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It marked only the second time in five months that Laryea had played 90 minutes, Herdman noted.

Buchanan’s pace and guile were also a problem for Costa Rica.

The two almost combined on a Canadian goal in the 73rd minute when Laryea’s low shot forced a save from Keylor Navas and Buchanan’s header off the rebound hit the crossbar.

Like Laryea, Canada’s Stephen Eustaquio has been doing more watching than playing at Portugal’s FC Porto in recent weeks. And while there were a few passes that failed to find their mark, the influential midfielder delivered dangerous balls from set pieces, ran his socks off while showing his normal vision and nearly scored with a low angled shot that was just wide in the 64th minute.

Herdman praised both players, calling them “absolute warriors.”

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READ MORE: Canada’s men’s soccer team turning heads, winning games and fans in World Cup qualifying run

Thursday’s game also demonstrated the importance of defender Steven Vitoria, who was on the bench but did not see action due to an injury he was carrying. At almost six foot five, Vitoria is a force in the air at both ends of the field and he was missed.

With Vitoria unavailable and Doneil Henry and Sam Adekugbe suspended, Herdman dropped captain Atiba Hutchinson from midfield to centre back. And while the 39-year-old skipper delivered his normal poised performance, Canada was vulnerable on set pieces.

Costa Rica’s Celso Borges, who stands six foot, rose above the five-foot-nine Eustaquio to head home the lone goal of the game in first-half stoppage time.

Hutchinson completed 95.7 per cent of his passes while midfielder Jonathan Osorio was good on 98.4 per cent.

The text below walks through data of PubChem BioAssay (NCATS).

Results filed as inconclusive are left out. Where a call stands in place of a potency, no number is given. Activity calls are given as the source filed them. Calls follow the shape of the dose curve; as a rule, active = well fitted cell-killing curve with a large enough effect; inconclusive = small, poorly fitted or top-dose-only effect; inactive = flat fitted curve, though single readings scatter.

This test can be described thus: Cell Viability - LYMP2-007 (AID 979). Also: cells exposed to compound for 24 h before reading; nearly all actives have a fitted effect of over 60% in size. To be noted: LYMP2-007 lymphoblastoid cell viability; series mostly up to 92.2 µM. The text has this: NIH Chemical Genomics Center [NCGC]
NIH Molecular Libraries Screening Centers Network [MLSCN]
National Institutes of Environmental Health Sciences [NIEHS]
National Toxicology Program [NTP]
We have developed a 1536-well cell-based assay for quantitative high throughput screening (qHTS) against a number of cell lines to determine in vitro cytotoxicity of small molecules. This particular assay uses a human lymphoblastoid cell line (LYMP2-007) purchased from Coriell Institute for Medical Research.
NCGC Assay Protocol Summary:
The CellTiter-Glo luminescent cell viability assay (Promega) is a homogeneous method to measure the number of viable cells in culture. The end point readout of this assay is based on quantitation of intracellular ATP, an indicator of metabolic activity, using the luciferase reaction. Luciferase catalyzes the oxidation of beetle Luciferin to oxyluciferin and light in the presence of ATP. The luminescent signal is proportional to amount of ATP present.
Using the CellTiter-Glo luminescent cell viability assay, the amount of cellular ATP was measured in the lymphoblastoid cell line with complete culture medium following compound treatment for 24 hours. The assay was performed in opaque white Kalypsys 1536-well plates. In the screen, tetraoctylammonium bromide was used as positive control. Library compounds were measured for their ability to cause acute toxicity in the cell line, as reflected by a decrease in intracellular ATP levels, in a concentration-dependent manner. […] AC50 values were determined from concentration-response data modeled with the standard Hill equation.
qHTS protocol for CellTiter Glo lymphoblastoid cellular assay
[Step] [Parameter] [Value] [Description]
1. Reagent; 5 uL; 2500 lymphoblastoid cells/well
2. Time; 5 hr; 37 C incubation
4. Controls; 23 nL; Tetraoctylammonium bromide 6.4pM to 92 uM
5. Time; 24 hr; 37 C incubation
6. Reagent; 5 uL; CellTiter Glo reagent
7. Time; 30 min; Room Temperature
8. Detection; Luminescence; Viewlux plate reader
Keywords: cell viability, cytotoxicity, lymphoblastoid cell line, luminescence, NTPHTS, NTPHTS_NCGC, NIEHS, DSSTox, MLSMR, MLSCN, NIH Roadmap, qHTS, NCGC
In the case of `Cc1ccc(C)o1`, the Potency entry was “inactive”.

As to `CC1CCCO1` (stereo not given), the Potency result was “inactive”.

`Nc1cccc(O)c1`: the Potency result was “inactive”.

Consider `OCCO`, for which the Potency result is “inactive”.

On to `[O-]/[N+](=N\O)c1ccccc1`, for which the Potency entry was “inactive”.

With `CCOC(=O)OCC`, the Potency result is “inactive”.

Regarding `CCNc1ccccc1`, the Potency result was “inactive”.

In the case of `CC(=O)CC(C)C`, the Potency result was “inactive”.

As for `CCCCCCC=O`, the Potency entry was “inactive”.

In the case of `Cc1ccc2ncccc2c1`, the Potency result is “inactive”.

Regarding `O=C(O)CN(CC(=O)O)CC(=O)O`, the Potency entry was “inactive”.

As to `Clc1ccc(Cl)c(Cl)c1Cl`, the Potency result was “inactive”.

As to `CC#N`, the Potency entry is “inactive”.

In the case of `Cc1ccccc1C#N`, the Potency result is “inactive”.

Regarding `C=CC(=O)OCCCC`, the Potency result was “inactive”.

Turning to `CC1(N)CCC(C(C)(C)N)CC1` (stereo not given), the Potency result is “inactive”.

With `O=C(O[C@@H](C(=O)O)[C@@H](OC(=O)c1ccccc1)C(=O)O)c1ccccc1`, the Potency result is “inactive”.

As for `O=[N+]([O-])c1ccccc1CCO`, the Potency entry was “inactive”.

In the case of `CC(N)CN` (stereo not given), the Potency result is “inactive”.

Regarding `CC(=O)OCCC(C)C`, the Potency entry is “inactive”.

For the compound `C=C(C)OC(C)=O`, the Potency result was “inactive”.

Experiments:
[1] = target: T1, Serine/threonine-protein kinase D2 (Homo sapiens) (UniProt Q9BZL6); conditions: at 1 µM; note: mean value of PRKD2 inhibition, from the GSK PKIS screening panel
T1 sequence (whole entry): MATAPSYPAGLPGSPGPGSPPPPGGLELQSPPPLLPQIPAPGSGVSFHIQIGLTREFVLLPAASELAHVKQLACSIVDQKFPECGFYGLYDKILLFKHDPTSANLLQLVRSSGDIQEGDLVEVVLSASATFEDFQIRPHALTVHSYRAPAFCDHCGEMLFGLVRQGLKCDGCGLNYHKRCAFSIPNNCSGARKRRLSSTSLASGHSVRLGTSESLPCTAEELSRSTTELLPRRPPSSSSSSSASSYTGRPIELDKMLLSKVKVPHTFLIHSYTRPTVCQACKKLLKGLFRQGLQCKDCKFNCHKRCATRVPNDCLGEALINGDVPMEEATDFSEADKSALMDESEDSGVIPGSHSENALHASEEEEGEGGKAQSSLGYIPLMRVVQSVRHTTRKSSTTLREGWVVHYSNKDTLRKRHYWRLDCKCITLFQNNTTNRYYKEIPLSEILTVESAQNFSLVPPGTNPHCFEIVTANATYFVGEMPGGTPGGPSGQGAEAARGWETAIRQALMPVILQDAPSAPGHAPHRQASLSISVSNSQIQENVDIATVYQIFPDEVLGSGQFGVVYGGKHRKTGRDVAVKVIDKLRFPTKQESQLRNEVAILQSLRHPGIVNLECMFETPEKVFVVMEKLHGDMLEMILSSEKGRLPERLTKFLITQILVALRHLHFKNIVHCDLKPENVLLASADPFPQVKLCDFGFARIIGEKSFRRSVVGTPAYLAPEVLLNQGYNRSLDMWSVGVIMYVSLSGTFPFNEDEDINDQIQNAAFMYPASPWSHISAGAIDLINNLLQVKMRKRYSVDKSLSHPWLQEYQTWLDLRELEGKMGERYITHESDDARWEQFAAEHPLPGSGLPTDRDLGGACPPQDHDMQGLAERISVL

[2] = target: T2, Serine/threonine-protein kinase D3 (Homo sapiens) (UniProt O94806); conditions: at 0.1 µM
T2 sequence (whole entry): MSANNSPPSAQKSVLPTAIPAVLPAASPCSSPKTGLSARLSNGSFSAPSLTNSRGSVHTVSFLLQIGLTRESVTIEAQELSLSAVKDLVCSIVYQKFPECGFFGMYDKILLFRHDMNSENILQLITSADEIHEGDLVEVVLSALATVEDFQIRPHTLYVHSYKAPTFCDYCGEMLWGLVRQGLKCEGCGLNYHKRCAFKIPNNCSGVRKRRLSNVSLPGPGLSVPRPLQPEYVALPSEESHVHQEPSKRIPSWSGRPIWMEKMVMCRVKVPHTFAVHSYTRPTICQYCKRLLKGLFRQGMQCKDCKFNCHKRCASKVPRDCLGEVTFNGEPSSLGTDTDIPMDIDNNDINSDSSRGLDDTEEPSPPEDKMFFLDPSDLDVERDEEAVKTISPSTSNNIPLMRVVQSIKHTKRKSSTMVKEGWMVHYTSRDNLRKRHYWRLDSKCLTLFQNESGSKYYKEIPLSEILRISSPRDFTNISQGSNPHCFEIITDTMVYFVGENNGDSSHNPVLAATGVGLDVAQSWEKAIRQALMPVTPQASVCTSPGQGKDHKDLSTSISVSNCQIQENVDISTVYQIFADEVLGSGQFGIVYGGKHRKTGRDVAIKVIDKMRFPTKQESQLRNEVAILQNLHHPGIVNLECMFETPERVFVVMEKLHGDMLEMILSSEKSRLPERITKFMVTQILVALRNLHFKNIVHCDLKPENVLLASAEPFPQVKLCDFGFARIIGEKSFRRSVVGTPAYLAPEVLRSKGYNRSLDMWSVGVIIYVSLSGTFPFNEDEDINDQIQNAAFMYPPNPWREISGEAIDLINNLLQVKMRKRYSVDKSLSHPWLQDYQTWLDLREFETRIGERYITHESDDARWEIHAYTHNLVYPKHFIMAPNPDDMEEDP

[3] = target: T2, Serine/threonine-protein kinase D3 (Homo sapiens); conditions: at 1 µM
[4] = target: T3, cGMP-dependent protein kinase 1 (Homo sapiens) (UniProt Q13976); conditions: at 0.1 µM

Click to play video: 'Canada scores historic win over Mexico in World Cup qualifier' Canada scores historic win over Mexico in World Cup qualifier
Canada scores historic win over Mexico in World Cup qualifier – Nov 17, 2021

The Canadian bench also delivered.

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Veteran Junior Hoilett, entering with 20 minutes to go, added threat to the Canadian attack. And there was an impressive debut from 19-year-old CF Montreal midfielder Ismael Kone, who looked confident and completely at home after coming on in the 80th minute.

Kaye will sit out Sunday in the wake of Thursday’s ejection after his shoulder made contact with Johan Venegas as they crossed paths following an unsanctioned challenge by the Costa Rican that crumpled the Canadian. Venegas made the most of the shoulder contact, tumbling theatrically to the ground.

READ MORE: Canadian men’s soccer team has become a winning band of brothers under John Herdman

“He’ll learn from this. We love him. He’s our brother,” Herdman said of Kaye. “And we’ll stay together and we’ll fight together.”

Despite that costly red mist, Kaye showed his skill on the ball and ability to link up play.

As for the Costa Ricans, who came into the game unbeaten in four (3-0-1), they benefited from time together with the domestic league suspended for two weeks. And they knew a win was needed to keep their qualifying hopes alive.

Canada comes home looking to finish the job. The players know what’s at stake, Herdman said.

“They know they’re fighting for something they believe in, which is to qualify this team and put respect in that badge and in this football country. That brings us together,” he said after Thursday’s game.

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“In short, this team cares. They care about this opportunity. And they wanted nothing more than to bring this home for the country. They wanted it tonight, but they’ll do it this weekend.”